Ruffed Grouse Targeted In IFW-UMaine Research Project

June 19, 2015 at 5:39 am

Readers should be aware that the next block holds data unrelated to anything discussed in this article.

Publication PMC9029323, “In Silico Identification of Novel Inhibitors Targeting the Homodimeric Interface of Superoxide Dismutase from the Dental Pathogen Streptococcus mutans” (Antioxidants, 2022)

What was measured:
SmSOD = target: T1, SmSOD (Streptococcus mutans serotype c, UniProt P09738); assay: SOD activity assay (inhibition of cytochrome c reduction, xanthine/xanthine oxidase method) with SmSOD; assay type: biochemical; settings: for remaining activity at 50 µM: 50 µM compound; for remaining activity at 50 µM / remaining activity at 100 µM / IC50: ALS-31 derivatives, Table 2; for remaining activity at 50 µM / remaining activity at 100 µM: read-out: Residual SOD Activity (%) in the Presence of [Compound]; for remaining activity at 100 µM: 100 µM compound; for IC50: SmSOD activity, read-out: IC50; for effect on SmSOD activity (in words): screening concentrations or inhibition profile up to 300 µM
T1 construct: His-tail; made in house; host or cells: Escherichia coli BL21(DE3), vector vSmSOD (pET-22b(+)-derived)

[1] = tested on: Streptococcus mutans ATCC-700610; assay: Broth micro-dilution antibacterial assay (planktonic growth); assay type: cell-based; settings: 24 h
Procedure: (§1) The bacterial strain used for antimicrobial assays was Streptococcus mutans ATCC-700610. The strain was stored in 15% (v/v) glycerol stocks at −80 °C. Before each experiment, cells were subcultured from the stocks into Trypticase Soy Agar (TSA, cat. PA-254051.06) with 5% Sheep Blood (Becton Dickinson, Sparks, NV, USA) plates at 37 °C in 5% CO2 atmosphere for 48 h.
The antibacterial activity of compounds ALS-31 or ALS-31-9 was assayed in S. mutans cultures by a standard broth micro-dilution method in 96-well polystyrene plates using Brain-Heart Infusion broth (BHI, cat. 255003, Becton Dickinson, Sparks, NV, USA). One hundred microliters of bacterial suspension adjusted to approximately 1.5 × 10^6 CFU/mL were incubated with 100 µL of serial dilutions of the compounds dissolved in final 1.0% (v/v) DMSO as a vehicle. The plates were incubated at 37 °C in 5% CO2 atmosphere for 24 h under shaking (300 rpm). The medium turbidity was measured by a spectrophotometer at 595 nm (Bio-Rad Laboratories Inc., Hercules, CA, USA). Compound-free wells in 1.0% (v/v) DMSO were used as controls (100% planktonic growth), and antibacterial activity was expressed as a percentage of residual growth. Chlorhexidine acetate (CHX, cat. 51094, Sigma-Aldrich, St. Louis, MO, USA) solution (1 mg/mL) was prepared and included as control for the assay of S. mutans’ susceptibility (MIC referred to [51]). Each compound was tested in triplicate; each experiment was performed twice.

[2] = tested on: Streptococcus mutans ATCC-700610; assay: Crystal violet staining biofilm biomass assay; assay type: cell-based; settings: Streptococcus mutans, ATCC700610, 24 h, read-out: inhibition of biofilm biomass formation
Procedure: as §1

[caption id="attachment_754" align="alignright" width="500"]IFW Biologist Kelsey Sullivan peers into the holding area of the trap. IFW Biologist Kelsey Sullivan peers into the holding area of the trap.[/caption] IFW wildlife biologists Kelsey Sullivan and Brad Allen, in conjunction with Dr. Erik Blomberg at the University of Maine are overseeing a Ruffed Grouse Telemetry Survey that will provide IFW biologists better data on grouse nesting success and grouse survival. The study is taking place in two different locations that utilize different forest management practices. One is an area that sees a fair amount of hunting pressure and recreational use, and another area that is an actively managed, privately-owned commercial forest. Grouse, or partridge, as they are commonly known in Maine, are arguably Maine’s most popular game bird. They are also popular with wildlife watchers as well, as seeing (or hearing) a grouse drumming during mating season is something you won’t soon forget. Grouse abundance varies year to year, with conditions during nesting season the main factor behind nesting success and grouse numbers. Grouse are ground nesters, laying 8-12 eggs in May each year. Cold, rainy days during the nesting season can have a big impact on success. Once hatched, grouse are also a favored food item for many a predator. [caption id="attachment_757" align="alignleft" width="225"]DSCN2729 A grouse drumming log, complete with droppings.[/caption] Until now, most research on grouse has been conducted in the mid-west, or the Appalachian mountain areas of the south. This study will give biologists local data that will allow biologists to better manage grouse populations in the future. However, in order to get this data, biologists have to capture live grouse first. Last fall, biologists captured and radio tagged 106 grouse. [caption id="attachment_751" align="alignright" width="300"]DSCN2710 The foot-high chicken wire leads grouse to the covered "catch" area where grouse get in, but don't get out. [/caption] The key to catching grouse is to build a better grouse trap. Sullivan and crew posts a 50 foot length of foot-high chicken wire on the forest floor, with a semi-circular funnel trap at the end. The funnel is similar in function to that of a lobster trap, where those that go in are unlikely to come back out. In theory, the grouse bumps into the fence, follows it for its length in an attempt to get around it, only to end up in the funnel trap. Sullivan and his team set up 17 traps and checked them twice a day this spring. They captured and tagged three grouse before the grouse started nesting. Once the begin nesting, the traps are pulled since they didn’t want a grouse away from their nest for an extended period of time. [caption id="attachment_753" align="alignleft" width="300"]DSCN2737 UMaine Grad Student Ellie Mangelinckx clears the grouse trap of some debris in the entrance area.[/caption] They will be putting the traps up again this August. Last year during the fall, they captured 106 grouse and followed them through the winter. During the fall and through last year’s harsh winter, over 60% of the radio tagged birds were killed. Some were to hunters (15%), but the vast majority were not. The winter mortality number is a bit higher than what had been shown in other states, but that speaks directly to why it is so important to get local Maine data. The study is expected to continue for at least another two years. So far this spring, 14 radio-tagged grouse have nested. There have been three total nest failures and two have nested again and re-laid eggs. There have also been a couple nests where the hen was taken by another animal. The first grouse chicks started hatching on June 5. [caption id="attachment_755" align="alignright" width="300"] A small downy feather is left behind from a grouse that was captured earlier.[/caption] Once all the nests hatch, biologists will start to follow the movements of the hen and the brood. This will give biologists a better understanding of just what habitat young grouse prefer, and insight into the types of food they prefer. This information is very useful when it comes to habitat management in the future. Come August, the grouse traps will be set again, and this fall the plan is to set 75 total traps in each area in order to capture more females. We’ll keep you updated.